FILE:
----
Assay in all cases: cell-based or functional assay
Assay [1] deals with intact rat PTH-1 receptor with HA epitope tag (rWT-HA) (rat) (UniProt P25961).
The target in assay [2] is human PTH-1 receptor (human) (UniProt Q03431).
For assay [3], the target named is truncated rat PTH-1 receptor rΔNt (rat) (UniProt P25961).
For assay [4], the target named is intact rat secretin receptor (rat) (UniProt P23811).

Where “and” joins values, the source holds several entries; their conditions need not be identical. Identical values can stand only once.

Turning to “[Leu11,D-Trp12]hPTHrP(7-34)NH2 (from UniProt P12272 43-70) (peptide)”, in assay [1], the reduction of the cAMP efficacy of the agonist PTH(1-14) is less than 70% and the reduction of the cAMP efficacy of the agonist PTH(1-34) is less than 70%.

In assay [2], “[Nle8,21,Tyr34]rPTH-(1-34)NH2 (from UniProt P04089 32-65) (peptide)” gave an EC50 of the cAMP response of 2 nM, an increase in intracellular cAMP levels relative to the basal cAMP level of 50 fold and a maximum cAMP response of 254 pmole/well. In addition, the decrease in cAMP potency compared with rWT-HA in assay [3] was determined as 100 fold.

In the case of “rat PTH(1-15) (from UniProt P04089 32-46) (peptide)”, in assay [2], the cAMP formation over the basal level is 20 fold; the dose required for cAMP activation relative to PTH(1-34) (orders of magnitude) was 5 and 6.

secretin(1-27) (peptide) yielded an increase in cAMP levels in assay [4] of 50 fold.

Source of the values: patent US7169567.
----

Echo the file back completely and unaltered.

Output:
Assay in all cases: cell-based or functional assay
Assay [1] deals with intact rat PTH-1 receptor with HA epitope tag (rWT-HA) (rat) (UniProt P25961).
The target in assay [2] is human PTH-1 receptor (human) (UniProt Q03431).
For assay [3], the target named is truncated rat PTH-1 receptor rΔNt (rat) (UniProt P25961).
For assay [4], the target named is intact rat secretin receptor (rat) (UniProt P23811).

Where “and” joins values, the source holds several entries; their conditions need not be identical. Identical values can stand only once.

Turning to “[Leu11,D-Trp12]hPTHrP(7-34)NH2 (from UniProt P12272 43-70) (peptide)”, in assay [1], the reduction of the cAMP efficacy of the agonist PTH(1-14) is less than 70% and the reduction of the cAMP efficacy of the agonist PTH(1-34) is less than 70%.

In assay [2], “[Nle8,21,Tyr34]rPTH-(1-34)NH2 (from UniProt P04089 32-65) (peptide)” gave an EC50 of the cAMP response of 2 nM, an increase in intracellular cAMP levels relative to the basal cAMP level of 50 fold and a maximum cAMP response of 254 pmole/well. In addition, the decrease in cAMP potency compared with rWT-HA in assay [3] was determined as 100 fold.

In the case of “rat PTH(1-15) (from UniProt P04089 32-46) (peptide)”, in assay [2], the cAMP formation over the basal level is 20 fold; the dose required for cAMP activation relative to PTH(1-34) (orders of magnitude) was 5 and 6.

secretin(1-27) (peptide) yielded an increase in cAMP levels in assay [4] of 50 fold.

Source of the values: patent US7169567.